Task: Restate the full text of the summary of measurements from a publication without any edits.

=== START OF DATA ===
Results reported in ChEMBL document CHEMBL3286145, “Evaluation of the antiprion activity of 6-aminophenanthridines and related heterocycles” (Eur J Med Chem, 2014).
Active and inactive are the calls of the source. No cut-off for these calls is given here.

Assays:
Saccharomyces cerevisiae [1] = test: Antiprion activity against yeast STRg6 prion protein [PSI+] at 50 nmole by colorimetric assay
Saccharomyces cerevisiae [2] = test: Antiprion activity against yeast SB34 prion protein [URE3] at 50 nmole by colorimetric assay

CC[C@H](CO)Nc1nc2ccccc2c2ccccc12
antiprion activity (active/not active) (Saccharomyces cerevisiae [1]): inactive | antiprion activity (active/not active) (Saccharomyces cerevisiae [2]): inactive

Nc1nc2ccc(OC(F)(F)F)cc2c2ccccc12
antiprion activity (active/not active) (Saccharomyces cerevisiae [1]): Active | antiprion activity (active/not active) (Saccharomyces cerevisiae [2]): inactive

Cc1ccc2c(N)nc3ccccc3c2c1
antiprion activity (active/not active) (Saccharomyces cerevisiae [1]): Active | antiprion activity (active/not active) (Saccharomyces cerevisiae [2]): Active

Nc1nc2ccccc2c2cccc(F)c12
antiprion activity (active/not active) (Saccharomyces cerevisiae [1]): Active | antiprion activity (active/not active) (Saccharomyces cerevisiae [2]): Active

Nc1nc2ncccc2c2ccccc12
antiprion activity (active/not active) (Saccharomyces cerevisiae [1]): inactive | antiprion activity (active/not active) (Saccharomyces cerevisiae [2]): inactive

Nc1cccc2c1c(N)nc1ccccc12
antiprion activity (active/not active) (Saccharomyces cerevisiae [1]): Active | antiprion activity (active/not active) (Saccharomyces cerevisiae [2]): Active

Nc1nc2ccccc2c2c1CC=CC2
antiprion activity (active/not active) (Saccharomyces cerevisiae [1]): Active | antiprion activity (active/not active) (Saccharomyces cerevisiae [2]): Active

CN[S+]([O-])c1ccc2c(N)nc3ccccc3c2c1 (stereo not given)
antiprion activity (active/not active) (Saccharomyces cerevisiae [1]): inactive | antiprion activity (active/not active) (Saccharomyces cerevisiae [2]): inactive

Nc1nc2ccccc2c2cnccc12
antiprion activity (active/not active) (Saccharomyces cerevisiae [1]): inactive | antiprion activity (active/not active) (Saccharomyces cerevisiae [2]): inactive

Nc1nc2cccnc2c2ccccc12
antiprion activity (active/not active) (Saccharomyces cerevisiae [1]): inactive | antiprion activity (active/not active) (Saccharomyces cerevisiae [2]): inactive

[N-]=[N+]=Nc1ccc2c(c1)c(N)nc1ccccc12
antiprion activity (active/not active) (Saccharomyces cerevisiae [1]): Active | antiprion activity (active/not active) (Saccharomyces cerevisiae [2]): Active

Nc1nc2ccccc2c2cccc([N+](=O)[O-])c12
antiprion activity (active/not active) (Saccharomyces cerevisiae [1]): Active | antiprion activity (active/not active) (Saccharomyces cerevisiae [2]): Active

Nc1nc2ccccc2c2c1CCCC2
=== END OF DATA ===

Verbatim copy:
Results reported in ChEMBL document CHEMBL3286145, “Evaluation of the antiprion activity of 6-aminophenanthridines and related heterocycles” (Eur J Med Chem, 2014).
Active and inactive are the calls of the source. No cut-off for these calls is given here.

Assays:
Saccharomyces cerevisiae [1] = test: Antiprion activity against yeast STRg6 prion protein [PSI+] at 50 nmole by colorimetric assay
Saccharomyces cerevisiae [2] = test: Antiprion activity against yeast SB34 prion protein [URE3] at 50 nmole by colorimetric assay

CC[C@H](CO)Nc1nc2ccccc2c2ccccc12
antiprion activity (active/not active) (Saccharomyces cerevisiae [1]): inactive | antiprion activity (active/not active) (Saccharomyces cerevisiae [2]): inactive

Nc1nc2ccc(OC(F)(F)F)cc2c2ccccc12
antiprion activity (active/not active) (Saccharomyces cerevisiae [1]): Active | antiprion activity (active/not active) (Saccharomyces cerevisiae [2]): inactive

Cc1ccc2c(N)nc3ccccc3c2c1
antiprion activity (active/not active) (Saccharomyces cerevisiae [1]): Active | antiprion activity (active/not active) (Saccharomyces cerevisiae [2]): Active

Nc1nc2ccccc2c2cccc(F)c12
antiprion activity (active/not active) (Saccharomyces cerevisiae [1]): Active | antiprion activity (active/not active) (Saccharomyces cerevisiae [2]): Active

Nc1nc2ncccc2c2ccccc12
antiprion activity (active/not active) (Saccharomyces cerevisiae [1]): inactive | antiprion activity (active/not active) (Saccharomyces cerevisiae [2]): inactive

Nc1cccc2c1c(N)nc1ccccc12
antiprion activity (active/not active) (Saccharomyces cerevisiae [1]): Active | antiprion activity (active/not active) (Saccharomyces cerevisiae [2]): Active

Nc1nc2ccccc2c2c1CC=CC2
antiprion activity (active/not active) (Saccharomyces cerevisiae [1]): Active | antiprion activity (active/not active) (Saccharomyces cerevisiae [2]): Active

CN[S+]([O-])c1ccc2c(N)nc3ccccc3c2c1 (stereo not given)
antiprion activity (active/not active) (Saccharomyces cerevisiae [1]): inactive | antiprion activity (active/not active) (Saccharomyces cerevisiae [2]): inactive

Nc1nc2ccccc2c2cnccc12
antiprion activity (active/not active) (Saccharomyces cerevisiae [1]): inactive | antiprion activity (active/not active) (Saccharomyces cerevisiae [2]): inactive

Nc1nc2cccnc2c2ccccc12
antiprion activity (active/not active) (Saccharomyces cerevisiae [1]): inactive | antiprion activity (active/not active) (Saccharomyces cerevisiae [2]): inactive

[N-]=[N+]=Nc1ccc2c(c1)c(N)nc1ccccc12
antiprion activity (active/not active) (Saccharomyces cerevisiae [1]): Active | antiprion activity (active/not active) (Saccharomyces cerevisiae [2]): Active

Nc1nc2ccccc2c2cccc([N+](=O)[O-])c12
antiprion activity (active/not active) (Saccharomyces cerevisiae [1]): Active | antiprion activity (active/not active) (Saccharomyces cerevisiae [2]): Active

Nc1nc2ccccc2c2c1CCCC2